Is fatigue killing the modern worker?

Written by S With skyrocketing stress levels and a global work force reaching heights of digital connectivity, the reputation of modern work seems to be taking a turn for the worse. With the demands…

Is fatigue killing the modern worker?

Written by S

With skyrocketing stress levels and a global work force reaching heights of digital connectivity, the reputation of modern work seems to be taking a turn for the worse. With the demands of work resulting in employees spending more time on their phones and computers, a recent survey found that 75% of adults say they’re no longer able to take a break from work without feeling guilty.

But is all of this really a bad thing?

Are the effects of overwork due to burnout, or are people simply working longer hours simply because they’re bored? Do people really have a choice if the decisions to work more or longer are made by their bosses?

Let’s take a look at what experts have to say:

Best practices

There is no perfect way to manage modern work life, according to career coach Lisa Roizen.

“Leaders have to be persistent in helping employees realize that burnout is something they have to manage,” Roizen says. “The more successful an organization is, the more successful the employees are. The longer people can bring that awareness to a workplace and change the culture to allow people to do what they do best when they feel they’re ready to have a break, the more people will do that.”

She agrees with the idea that there is more of a choice than ever when it comes to taking a break, as more employers are allowing employees to work flexible hours, or schedule their vacations in increments.

But this doesn’t mean people should feel like they need to quit work to rest, according to psychologist Dr. Gail Saltz.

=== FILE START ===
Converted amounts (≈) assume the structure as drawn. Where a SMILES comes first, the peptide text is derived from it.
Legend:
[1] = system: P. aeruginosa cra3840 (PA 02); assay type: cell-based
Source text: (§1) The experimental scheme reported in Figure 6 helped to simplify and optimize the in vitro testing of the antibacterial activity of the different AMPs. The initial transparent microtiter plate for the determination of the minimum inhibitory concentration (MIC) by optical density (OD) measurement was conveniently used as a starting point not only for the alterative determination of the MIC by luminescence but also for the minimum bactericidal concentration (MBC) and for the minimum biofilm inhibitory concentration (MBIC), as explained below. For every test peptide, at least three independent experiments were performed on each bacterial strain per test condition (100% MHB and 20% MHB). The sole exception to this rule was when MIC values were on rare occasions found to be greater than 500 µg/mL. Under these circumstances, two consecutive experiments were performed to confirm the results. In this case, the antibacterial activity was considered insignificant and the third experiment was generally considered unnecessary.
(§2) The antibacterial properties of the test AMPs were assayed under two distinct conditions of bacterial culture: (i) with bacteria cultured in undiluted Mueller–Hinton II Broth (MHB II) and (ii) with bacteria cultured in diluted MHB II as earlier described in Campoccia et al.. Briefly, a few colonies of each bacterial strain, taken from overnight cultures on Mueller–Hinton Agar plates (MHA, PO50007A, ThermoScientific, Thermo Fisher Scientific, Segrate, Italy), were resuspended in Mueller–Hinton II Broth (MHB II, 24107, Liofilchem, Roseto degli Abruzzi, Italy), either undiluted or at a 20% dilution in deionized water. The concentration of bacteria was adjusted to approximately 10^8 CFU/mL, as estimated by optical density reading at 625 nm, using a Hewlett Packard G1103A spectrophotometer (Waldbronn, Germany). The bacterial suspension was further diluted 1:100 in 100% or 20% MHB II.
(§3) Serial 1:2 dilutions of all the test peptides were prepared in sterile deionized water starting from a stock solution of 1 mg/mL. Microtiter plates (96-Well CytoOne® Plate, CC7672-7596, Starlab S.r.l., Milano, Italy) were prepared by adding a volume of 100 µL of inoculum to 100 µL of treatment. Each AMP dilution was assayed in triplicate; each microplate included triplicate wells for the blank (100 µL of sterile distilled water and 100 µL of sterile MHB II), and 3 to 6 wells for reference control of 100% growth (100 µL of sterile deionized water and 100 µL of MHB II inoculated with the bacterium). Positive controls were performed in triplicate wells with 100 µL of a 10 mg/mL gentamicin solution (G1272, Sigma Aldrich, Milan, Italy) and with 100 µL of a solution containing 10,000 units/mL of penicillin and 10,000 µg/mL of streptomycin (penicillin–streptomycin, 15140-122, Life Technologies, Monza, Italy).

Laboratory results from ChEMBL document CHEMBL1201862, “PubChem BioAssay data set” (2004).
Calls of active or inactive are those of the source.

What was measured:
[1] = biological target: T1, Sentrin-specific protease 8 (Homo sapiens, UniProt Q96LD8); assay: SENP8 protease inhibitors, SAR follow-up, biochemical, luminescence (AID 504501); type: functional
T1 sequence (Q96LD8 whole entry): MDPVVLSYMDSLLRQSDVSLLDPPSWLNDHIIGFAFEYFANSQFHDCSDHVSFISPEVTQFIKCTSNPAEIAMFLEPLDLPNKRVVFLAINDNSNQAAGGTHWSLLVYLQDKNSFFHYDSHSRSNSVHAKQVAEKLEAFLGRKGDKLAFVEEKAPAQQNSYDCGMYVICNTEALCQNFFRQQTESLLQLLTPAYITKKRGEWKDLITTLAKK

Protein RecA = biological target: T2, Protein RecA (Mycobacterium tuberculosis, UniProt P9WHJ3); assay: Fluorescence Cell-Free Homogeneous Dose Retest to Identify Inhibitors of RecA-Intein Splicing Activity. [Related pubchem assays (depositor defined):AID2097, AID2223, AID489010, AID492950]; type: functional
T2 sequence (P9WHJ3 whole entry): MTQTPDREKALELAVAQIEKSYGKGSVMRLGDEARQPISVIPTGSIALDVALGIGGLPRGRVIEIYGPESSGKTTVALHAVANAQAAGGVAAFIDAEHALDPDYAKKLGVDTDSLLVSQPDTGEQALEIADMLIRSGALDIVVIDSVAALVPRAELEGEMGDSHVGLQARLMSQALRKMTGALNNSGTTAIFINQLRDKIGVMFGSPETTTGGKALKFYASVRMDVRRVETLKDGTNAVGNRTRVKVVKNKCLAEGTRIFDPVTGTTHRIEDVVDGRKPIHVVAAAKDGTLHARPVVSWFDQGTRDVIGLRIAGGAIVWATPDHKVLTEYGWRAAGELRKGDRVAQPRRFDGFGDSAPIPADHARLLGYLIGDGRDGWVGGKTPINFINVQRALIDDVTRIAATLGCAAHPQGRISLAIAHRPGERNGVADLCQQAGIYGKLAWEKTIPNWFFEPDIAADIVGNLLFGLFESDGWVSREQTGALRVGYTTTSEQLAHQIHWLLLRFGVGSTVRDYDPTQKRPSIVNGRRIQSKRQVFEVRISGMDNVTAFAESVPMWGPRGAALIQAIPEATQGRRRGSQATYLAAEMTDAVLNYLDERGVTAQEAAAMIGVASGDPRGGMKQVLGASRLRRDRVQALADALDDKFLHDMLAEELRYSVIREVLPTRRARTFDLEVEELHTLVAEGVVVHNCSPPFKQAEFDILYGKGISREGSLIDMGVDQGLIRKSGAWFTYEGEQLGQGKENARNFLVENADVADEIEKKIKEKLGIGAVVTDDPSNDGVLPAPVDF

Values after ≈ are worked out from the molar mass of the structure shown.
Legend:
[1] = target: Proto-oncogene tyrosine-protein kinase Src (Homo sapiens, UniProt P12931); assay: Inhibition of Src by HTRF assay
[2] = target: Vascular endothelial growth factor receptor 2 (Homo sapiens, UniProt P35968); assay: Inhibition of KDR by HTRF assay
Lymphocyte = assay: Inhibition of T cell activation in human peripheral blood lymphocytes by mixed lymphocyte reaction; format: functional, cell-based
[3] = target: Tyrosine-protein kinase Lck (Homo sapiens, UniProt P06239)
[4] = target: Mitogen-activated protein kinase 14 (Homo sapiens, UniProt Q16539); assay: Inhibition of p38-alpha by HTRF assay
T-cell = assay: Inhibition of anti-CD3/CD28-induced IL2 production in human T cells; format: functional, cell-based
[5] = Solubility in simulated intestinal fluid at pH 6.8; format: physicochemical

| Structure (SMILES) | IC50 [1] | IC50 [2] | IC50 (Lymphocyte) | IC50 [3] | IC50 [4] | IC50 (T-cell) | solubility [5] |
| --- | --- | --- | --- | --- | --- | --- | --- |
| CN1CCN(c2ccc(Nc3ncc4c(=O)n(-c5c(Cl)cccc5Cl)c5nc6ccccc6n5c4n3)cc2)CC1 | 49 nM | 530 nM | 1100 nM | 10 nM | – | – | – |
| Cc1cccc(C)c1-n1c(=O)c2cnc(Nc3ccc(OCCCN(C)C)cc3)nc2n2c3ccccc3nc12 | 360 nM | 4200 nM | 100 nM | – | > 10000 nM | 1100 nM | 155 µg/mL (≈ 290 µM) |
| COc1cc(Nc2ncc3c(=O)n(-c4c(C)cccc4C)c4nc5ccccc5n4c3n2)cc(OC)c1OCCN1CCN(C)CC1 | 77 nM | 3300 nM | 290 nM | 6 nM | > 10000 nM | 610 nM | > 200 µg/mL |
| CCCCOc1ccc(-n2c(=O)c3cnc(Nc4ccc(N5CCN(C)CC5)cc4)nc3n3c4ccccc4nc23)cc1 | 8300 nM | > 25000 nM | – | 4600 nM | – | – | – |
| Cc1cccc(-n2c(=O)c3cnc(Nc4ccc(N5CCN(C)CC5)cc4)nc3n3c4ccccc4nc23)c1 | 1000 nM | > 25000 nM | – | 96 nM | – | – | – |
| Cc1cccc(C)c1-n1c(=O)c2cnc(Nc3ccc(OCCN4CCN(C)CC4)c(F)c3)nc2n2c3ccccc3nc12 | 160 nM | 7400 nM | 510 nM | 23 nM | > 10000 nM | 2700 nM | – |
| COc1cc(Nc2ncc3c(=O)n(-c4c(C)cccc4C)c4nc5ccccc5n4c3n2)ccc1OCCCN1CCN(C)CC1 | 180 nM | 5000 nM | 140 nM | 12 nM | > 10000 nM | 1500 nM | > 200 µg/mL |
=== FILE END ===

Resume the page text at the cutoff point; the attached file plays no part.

“In today’s workplace, you have a range of choices, and a choice is really liberating,” Saltz says. “If you are spending three hours a day watching YouTube videos and you feel like you could do something else that’s intellectually challenging, it’s perfectly healthy to explore that.

“Long breaks don’t have to be damaging to your health. Even if you don’t take those long breaks, you will still recover quickly because you are recharging. It helps to rebuild your health.”

What’s next?

Today’s employees aren’t necessarily having to worry about working more. They’re simply working longer, or at least setting aside time for their health — and longer breaks.

According to Arielle Ford of Bossypants, “Time off as an employee is a personal choice. Everyone needs a certain amount of time off. You need to take it. That doesn’t mean you have to take four or five weeks off a year, but you have to take it.”

But before you take that break, you should try to figure out why you’re taking the break in the first place, to avoid feeling burned out or bored, says Roizen.

“Boredom is a silent poison in the workplace,” she says. “It often causes people to use their company as a nap room or hall pass.”

Ford points out that there is not an obligation to run to the office every day after a long weekend or vacation.

“When work falls by the wayside and you are relaxing and trying to figure out what’s next in your life, you might be thinking less about work and more about other stuff,” Ford says. “Instead of remaining glued to your computer, you can learn a new language, or visit new places with your family.”

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